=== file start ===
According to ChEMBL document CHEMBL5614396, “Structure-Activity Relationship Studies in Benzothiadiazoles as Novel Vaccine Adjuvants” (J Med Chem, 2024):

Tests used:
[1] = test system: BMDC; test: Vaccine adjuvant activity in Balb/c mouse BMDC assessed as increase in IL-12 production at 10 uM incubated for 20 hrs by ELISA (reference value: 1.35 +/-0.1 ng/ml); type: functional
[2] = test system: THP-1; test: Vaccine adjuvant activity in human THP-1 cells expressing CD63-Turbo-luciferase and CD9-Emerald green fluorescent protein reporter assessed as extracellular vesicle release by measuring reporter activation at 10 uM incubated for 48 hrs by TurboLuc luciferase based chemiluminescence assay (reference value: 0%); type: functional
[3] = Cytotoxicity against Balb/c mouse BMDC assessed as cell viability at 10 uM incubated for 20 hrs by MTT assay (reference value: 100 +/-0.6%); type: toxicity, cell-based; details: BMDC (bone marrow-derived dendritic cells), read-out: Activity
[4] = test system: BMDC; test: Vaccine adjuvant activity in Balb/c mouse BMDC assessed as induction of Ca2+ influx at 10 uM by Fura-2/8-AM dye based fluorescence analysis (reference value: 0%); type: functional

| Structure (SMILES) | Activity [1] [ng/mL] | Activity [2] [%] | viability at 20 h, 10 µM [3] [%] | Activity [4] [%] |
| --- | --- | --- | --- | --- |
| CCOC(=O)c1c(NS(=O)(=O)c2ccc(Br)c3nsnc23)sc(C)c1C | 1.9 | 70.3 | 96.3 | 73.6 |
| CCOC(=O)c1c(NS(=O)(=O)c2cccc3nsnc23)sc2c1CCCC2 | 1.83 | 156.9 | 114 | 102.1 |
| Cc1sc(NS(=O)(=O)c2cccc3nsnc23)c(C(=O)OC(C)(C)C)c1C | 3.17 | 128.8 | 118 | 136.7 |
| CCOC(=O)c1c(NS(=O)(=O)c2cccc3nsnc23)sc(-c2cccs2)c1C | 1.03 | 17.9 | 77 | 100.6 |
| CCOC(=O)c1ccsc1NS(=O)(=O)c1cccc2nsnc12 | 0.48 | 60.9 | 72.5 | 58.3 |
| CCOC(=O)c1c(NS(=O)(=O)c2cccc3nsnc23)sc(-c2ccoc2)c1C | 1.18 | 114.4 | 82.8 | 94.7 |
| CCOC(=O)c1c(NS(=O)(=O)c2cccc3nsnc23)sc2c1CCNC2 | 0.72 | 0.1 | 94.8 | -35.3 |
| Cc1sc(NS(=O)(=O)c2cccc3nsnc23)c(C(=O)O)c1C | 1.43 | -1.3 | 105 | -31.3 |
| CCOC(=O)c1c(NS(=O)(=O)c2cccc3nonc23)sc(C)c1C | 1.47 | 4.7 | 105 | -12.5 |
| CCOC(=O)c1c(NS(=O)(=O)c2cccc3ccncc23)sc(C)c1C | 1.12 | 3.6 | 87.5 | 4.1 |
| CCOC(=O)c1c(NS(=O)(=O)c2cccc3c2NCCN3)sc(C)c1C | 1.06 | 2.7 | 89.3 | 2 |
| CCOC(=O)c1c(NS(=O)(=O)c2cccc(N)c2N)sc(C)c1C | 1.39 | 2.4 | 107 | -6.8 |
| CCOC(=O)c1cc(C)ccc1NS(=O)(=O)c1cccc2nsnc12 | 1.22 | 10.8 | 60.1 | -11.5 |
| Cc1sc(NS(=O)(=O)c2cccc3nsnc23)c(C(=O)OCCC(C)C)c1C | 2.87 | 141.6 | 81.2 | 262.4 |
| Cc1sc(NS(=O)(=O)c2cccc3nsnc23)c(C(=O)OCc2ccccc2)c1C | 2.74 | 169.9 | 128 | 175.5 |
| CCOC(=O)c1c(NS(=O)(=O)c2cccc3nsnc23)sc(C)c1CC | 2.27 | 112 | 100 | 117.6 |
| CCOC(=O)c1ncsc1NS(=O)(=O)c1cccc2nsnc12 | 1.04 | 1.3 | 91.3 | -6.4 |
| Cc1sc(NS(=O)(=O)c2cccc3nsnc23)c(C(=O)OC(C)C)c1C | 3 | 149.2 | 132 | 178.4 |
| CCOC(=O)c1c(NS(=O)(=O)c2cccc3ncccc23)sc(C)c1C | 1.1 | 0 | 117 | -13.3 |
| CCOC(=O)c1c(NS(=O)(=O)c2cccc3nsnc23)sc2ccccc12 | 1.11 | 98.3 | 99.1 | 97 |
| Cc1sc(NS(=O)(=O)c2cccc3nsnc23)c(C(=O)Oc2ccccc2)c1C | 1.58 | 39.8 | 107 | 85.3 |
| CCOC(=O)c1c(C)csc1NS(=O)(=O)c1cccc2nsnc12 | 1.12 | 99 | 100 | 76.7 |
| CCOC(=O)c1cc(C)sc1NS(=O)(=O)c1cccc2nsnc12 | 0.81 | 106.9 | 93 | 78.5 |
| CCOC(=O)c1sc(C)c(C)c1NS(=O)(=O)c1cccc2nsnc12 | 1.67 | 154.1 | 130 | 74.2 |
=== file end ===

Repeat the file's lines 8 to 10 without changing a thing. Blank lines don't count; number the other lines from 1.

| --- | --- | --- | --- | --- |
| CCOC(=O)c1c(NS(=O)(=O)c2ccc(Br)c3nsnc23)sc(C)c1C | 1.9 | 70.3 | 96.3 | 73.6 |
| CCOC(=O)c1c(NS(=O)(=O)c2cccc3nsnc23)sc2c1CCCC2 | 1.83 | 156.9 | 114 | 102.1 |